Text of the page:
theScore NHL Draft Series: Werenski living Michigan hockey dream in fast-forward
From Grosse Pointe to Ann Arbor, Zach Werenski's journey through hockey has only taken him a few miles down the I-94. But the standout freshman from the University of Michigan is far too talented not to cross state lines eventually.
When he met the media at the NHL Draft Combine, Zach Werenski had a little bounce in his step.
That extra spring was assigned, in part, to the final strain in his journey to the NHL having been completed, but also helped on by the maize and blue adidas that stayed neatly laced through the rigorous evaluation.
The thick-chested defenseman's footwear, not unlike much of the physical testing performed, was inconsequential, but the shoes triggered a reminder of his accomplishments, and the breeze to which he's checked off the boxes in pursuit of his dream.
Werenski has lived hockey in Michigan, through and through. From making the Little Caesers U-18 team at 15, to tearing through the U.S. National Program, and, most recently, donning the famous Winged Helmet of the Michigan Wolverines just a few months after turning 17.
"It was fun," Werenski said at the combine. "I tried not to think about age - just went out there to be a hockey player. Being at Michigan was easy. I was the only one in my draft year, and I didn't have to talk about it too much. I just felt like a player."
In order to arrive on campus early, Werenski had to conquer the state curriculum, too. He spent last summer hitting the books, collecting the credits required to sacrifice his senior year, and play his draft season against Division I competition.
It was a daring move, and not one without risk. He was bolting a program designed to manufacture NHL players to skate with men three, four, and five years older, all while welcoming a college student's workload in the most important hockey season of his life.
"A lot of thought goes into the decision I made. I think I was confident enough to go out there and play college hockey and felt like I was mature enough to go to college and handle everything that came with it," Werenski said.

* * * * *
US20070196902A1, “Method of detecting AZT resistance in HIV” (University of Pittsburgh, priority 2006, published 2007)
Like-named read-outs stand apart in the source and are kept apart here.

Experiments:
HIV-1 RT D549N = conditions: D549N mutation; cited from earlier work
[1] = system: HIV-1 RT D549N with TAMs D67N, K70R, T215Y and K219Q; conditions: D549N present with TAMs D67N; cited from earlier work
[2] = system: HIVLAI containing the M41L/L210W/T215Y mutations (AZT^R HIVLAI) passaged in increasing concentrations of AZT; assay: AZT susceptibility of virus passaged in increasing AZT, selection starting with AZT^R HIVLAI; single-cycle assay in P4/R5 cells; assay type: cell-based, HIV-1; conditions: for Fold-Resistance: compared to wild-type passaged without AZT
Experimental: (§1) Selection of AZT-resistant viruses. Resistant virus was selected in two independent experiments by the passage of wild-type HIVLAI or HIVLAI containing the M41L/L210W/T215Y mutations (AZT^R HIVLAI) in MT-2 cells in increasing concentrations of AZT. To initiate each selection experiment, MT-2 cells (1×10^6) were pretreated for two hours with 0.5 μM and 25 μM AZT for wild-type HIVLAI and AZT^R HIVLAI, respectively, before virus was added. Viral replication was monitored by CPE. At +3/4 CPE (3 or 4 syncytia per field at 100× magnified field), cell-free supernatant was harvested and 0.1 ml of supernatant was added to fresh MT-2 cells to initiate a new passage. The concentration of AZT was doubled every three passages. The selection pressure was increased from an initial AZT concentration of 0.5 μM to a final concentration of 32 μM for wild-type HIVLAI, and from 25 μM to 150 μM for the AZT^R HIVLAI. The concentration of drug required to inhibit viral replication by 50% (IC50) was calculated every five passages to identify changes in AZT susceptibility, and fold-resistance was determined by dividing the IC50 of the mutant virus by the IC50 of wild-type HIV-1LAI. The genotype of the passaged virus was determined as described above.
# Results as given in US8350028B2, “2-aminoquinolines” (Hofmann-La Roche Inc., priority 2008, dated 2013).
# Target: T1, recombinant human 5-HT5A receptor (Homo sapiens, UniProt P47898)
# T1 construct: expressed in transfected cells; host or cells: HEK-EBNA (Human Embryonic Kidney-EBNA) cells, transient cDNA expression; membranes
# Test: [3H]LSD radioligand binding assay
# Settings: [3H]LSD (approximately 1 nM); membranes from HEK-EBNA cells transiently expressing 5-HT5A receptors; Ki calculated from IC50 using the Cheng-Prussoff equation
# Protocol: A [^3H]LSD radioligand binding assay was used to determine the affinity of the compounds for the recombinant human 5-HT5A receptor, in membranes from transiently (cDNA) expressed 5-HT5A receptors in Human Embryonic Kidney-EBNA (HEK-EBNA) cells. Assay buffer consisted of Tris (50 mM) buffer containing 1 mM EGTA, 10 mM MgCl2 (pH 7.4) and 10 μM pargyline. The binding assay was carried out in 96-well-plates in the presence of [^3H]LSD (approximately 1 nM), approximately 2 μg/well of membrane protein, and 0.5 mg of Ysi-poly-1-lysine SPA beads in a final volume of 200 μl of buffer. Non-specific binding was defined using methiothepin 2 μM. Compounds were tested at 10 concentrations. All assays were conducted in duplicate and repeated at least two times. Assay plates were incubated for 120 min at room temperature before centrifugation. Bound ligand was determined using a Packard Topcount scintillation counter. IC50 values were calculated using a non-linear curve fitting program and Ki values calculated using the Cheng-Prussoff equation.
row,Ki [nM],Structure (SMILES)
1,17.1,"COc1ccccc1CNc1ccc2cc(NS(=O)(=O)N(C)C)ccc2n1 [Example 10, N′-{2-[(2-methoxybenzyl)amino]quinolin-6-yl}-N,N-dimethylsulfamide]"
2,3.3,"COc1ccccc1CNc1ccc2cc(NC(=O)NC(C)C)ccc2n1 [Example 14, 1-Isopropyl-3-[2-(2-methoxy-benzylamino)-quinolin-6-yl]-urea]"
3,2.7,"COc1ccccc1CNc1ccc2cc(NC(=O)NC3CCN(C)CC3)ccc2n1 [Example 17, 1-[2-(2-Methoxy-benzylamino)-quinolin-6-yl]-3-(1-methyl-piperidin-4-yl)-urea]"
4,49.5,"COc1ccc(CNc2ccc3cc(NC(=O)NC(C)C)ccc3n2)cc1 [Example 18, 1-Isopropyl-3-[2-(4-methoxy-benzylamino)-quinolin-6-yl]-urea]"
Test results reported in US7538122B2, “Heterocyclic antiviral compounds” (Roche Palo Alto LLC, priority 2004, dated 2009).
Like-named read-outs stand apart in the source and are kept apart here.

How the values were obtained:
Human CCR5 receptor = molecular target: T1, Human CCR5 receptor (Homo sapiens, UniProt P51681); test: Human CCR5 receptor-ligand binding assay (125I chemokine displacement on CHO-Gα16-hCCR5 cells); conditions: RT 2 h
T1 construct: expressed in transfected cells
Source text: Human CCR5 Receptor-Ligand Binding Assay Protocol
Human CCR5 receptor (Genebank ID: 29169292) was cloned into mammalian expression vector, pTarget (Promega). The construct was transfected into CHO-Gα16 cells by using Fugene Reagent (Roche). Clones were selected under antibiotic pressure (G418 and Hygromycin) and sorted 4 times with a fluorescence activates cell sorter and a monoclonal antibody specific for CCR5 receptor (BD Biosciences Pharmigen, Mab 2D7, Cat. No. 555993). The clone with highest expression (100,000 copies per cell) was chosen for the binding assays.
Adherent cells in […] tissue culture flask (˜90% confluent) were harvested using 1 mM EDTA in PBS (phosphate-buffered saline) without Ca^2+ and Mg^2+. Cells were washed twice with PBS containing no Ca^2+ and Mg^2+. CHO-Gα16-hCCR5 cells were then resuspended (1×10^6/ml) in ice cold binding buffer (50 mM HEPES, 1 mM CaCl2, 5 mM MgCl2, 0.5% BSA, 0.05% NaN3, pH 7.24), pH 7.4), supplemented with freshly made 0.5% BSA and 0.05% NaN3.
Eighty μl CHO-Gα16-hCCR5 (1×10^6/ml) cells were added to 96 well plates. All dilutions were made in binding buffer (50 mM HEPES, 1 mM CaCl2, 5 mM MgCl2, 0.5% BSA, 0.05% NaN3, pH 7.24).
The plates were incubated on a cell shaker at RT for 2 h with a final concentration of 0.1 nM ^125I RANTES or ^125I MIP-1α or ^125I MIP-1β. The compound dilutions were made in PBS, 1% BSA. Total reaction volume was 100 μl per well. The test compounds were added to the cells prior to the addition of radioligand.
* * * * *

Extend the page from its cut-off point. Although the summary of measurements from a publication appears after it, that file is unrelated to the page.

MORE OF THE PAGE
"As for the draft, I definitely thought it could help, going to Michigan, so it did play a factor in my decision to go early."
And that it did.
Werenski emerged as legendary coach Red Berenson's most-reliable option on the Michigan back end. He scored nine goals, totaled 25 points, added mass to his developing frame, and continued to supplement his offensive skills with a developing physical element. He's considered a top-three player at his position, and will be one of the youngest players chosen in the lottery on draft night.
The investment he placed in himself has proven shrewd, but it's a decision that might have worked out just a little too well for a lifelong fan of the Detroit Red Wings, who select 19th overall.
"Yeah, it would be," Werenski said with a sigh when asked if it would be a dream to be drafted by his hometown club. "I mean, Dylan Larkin - he was my roommate last year and we have been best friends forever. He tells me great things about the Red Wings.
"It would be fun to play there, but I don't care where I end up. I just want to go play."
Though he's raced through his development and left countless teammates and classmates behind, Werenski hasn't made it that far, in a geographical sense.
His home in Grosse Pointe is just 30 minutes from Ann Arbor, the same small town that housed the U.S. National Program, and the campus he expects to return to in the fall.
Barring an unforeseen, out-of-character impulse from the Red Wings organization, Werenski will place his roots elsewhere. This is simply a matter of time.
But for a kid who grew up idolizing a generational defenseman in Nicklas Lidstrom, received in-state polish from the greatest minds in the country, and is now under the tutelage of arguably the most-celebrated coach in the region, don't expect Michigan to escape Werenski when he does cross state lines.
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